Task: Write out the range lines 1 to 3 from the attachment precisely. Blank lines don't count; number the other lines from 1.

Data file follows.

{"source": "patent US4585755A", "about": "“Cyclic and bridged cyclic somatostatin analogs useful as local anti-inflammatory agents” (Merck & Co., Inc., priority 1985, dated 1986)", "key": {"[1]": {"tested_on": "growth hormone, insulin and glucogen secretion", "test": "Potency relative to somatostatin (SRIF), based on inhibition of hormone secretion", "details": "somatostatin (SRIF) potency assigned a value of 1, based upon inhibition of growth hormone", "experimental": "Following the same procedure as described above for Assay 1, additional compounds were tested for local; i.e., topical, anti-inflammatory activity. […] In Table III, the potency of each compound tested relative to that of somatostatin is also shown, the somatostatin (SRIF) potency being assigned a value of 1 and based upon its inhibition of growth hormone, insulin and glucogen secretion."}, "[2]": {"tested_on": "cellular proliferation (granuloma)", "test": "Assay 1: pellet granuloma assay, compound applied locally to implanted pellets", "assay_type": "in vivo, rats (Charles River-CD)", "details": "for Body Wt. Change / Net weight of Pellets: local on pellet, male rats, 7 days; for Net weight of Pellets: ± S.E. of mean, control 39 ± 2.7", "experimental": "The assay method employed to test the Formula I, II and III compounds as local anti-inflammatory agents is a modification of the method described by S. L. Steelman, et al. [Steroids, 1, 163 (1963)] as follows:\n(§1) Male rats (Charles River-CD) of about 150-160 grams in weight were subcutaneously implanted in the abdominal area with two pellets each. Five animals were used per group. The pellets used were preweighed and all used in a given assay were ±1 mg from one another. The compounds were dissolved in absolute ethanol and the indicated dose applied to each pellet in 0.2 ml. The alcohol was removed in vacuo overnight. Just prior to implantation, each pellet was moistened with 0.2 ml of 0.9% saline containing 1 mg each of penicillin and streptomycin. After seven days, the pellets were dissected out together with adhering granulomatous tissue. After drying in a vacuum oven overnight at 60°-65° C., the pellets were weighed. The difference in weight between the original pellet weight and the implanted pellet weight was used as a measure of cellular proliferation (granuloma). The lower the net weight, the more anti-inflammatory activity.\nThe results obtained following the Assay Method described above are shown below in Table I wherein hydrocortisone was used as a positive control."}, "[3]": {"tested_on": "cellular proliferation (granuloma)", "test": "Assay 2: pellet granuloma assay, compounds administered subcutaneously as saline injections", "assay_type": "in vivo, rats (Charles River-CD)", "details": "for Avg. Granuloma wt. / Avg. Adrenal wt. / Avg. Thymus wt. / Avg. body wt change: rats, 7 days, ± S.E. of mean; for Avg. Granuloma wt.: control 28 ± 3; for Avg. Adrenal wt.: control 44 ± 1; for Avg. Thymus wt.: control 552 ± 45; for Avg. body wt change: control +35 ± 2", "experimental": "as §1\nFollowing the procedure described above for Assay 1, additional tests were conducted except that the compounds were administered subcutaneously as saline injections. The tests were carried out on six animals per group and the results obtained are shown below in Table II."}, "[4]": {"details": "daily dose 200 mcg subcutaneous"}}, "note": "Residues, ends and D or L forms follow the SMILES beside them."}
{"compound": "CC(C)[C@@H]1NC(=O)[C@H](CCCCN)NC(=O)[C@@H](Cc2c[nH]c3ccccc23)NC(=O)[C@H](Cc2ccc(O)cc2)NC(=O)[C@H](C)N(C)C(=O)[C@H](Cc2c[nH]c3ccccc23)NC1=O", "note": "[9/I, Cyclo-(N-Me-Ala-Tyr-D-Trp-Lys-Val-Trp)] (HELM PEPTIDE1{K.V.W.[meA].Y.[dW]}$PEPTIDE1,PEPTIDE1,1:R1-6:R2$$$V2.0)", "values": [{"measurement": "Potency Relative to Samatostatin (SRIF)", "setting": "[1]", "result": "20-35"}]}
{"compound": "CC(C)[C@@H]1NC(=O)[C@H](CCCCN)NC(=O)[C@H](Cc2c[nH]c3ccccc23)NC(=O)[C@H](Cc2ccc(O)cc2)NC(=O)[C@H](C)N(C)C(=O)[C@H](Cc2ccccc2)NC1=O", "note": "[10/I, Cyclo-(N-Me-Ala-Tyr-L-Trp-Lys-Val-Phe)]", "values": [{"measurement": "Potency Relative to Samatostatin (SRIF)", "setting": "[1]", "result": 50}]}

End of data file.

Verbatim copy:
{"source": "patent US4585755A", "about": "“Cyclic and bridged cyclic somatostatin analogs useful as local anti-inflammatory agents” (Merck & Co., Inc., priority 1985, dated 1986)", "key": {"[1]": {"tested_on": "growth hormone, insulin and glucogen secretion", "test": "Potency relative to somatostatin (SRIF), based on inhibition of hormone secretion", "details": "somatostatin (SRIF) potency assigned a value of 1, based upon inhibition of growth hormone", "experimental": "Following the same procedure as described above for Assay 1, additional compounds were tested for local; i.e., topical, anti-inflammatory activity. […] In Table III, the potency of each compound tested relative to that of somatostatin is also shown, the somatostatin (SRIF) potency being assigned a value of 1 and based upon its inhibition of growth hormone, insulin and glucogen secretion."}, "[2]": {"tested_on": "cellular proliferation (granuloma)", "test": "Assay 1: pellet granuloma assay, compound applied locally to implanted pellets", "assay_type": "in vivo, rats (Charles River-CD)", "details": "for Body Wt. Change / Net weight of Pellets: local on pellet, male rats, 7 days; for Net weight of Pellets: ± S.E. of mean, control 39 ± 2.7", "experimental": "The assay method employed to test the Formula I, II and III compounds as local anti-inflammatory agents is a modification of the method described by S. L. Steelman, et al. [Steroids, 1, 163 (1963)] as follows:\n(§1) Male rats (Charles River-CD) of about 150-160 grams in weight were subcutaneously implanted in the abdominal area with two pellets each. Five animals were used per group. The pellets used were preweighed and all used in a given assay were ±1 mg from one another. The compounds were dissolved in absolute ethanol and the indicated dose applied to each pellet in 0.2 ml. The alcohol was removed in vacuo overnight. Just prior to implantation, each pellet was moistened with 0.2 ml of 0.9% saline containing 1 mg each of penicillin and streptomycin. After seven days, the pellets were dissected out together with adhering granulomatous tissue. After drying in a vacuum oven overnight at 60°-65° C., the pellets were weighed. The difference in weight between the original pellet weight and the implanted pellet weight was used as a measure of cellular proliferation (granuloma). The lower the net weight, the more anti-inflammatory activity.\nThe results obtained following the Assay Method described above are shown below in Table I wherein hydrocortisone was used as a positive control."}, "[3]": {"tested_on": "cellular proliferation (granuloma)", "test": "Assay 2: pellet granuloma assay, compounds administered subcutaneously as saline injections", "assay_type": "in vivo, rats (Charles River-CD)", "details": "for Avg. Granuloma wt. / Avg. Adrenal wt. / Avg. Thymus wt. / Avg. body wt change: rats, 7 days, ± S.E. of mean; for Avg. Granuloma wt.: control 28 ± 3; for Avg. Adrenal wt.: control 44 ± 1; for Avg. Thymus wt.: control 552 ± 45; for Avg. body wt change: control +35 ± 2", "experimental": "as §1\nFollowing the procedure described above for Assay 1, additional tests were conducted except that the compounds were administered subcutaneously as saline injections. The tests were carried out on six animals per group and the results obtained are shown below in Table II."}, "[4]": {"details": "daily dose 200 mcg subcutaneous"}}, "note": "Residues, ends and D or L forms follow the SMILES beside them."}
{"compound": "CC(C)[C@@H]1NC(=O)[C@H](CCCCN)NC(=O)[C@@H](Cc2c[nH]c3ccccc23)NC(=O)[C@H](Cc2ccc(O)cc2)NC(=O)[C@H](C)N(C)C(=O)[C@H](Cc2c[nH]c3ccccc23)NC1=O", "note": "[9/I, Cyclo-(N-Me-Ala-Tyr-D-Trp-Lys-Val-Trp)] (HELM PEPTIDE1{K.V.W.[meA].Y.[dW]}$PEPTIDE1,PEPTIDE1,1:R1-6:R2$$$V2.0)", "values": [{"measurement": "Potency Relative to Samatostatin (SRIF)", "setting": "[1]", "result": "20-35"}]}
{"compound": "CC(C)[C@@H]1NC(=O)[C@H](CCCCN)NC(=O)[C@H](Cc2c[nH]c3ccccc23)NC(=O)[C@H](Cc2ccc(O)cc2)NC(=O)[C@H](C)N(C)C(=O)[C@H](Cc2ccccc2)NC1=O", "note": "[10/I, Cyclo-(N-Me-Ala-Tyr-L-Trp-Lys-Val-Phe)]", "values": [{"measurement": "Potency Relative to Samatostatin (SRIF)", "setting": "[1]", "result": 50}]}